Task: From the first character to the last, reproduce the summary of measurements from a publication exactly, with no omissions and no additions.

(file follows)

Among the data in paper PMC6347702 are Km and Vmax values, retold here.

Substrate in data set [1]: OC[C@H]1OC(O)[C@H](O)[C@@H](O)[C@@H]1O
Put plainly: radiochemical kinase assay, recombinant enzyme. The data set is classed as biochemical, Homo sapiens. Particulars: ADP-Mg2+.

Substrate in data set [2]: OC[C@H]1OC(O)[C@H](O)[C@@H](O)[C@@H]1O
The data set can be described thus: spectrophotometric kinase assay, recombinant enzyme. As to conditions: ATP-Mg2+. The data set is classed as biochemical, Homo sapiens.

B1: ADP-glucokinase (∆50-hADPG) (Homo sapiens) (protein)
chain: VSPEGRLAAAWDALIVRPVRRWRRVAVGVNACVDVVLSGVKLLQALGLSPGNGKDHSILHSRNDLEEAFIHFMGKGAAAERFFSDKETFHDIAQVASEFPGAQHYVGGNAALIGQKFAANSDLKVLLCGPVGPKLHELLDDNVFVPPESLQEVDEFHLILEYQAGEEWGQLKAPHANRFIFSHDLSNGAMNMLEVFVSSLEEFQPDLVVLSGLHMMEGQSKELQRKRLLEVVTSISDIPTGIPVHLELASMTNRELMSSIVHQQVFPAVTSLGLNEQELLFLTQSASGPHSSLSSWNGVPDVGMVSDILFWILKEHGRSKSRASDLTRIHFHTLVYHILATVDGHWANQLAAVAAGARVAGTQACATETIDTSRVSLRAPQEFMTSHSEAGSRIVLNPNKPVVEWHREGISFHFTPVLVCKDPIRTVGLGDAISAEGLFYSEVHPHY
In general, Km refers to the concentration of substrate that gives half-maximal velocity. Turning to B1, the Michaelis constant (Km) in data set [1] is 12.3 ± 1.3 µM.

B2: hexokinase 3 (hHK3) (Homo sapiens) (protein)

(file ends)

Among the data in paper PMC6347702 are Km and Vmax values, retold here.

Substrate in data set [1]: OC[C@H]1OC(O)[C@H](O)[C@@H](O)[C@@H]1O
Put plainly: radiochemical kinase assay, recombinant enzyme. The data set is classed as biochemical, Homo sapiens. Particulars: ADP-Mg2+.

Substrate in data set [2]: OC[C@H]1OC(O)[C@H](O)[C@@H](O)[C@@H]1O
The data set can be described thus: spectrophotometric kinase assay, recombinant enzyme. As to conditions: ATP-Mg2+. The data set is classed as biochemical, Homo sapiens.

B1: ADP-glucokinase (∆50-hADPG) (Homo sapiens) (protein)
chain: VSPEGRLAAAWDALIVRPVRRWRRVAVGVNACVDVVLSGVKLLQALGLSPGNGKDHSILHSRNDLEEAFIHFMGKGAAAERFFSDKETFHDIAQVASEFPGAQHYVGGNAALIGQKFAANSDLKVLLCGPVGPKLHELLDDNVFVPPESLQEVDEFHLILEYQAGEEWGQLKAPHANRFIFSHDLSNGAMNMLEVFVSSLEEFQPDLVVLSGLHMMEGQSKELQRKRLLEVVTSISDIPTGIPVHLELASMTNRELMSSIVHQQVFPAVTSLGLNEQELLFLTQSASGPHSSLSSWNGVPDVGMVSDILFWILKEHGRSKSRASDLTRIHFHTLVYHILATVDGHWANQLAAVAAGARVAGTQACATETIDTSRVSLRAPQEFMTSHSEAGSRIVLNPNKPVVEWHREGISFHFTPVLVCKDPIRTVGLGDAISAEGLFYSEVHPHY
In general, Km refers to the concentration of substrate that gives half-maximal velocity. Turning to B1, the Michaelis constant (Km) in data set [1] is 12.3 ± 1.3 µM.

B2: hexokinase 3 (hHK3) (Homo sapiens) (protein)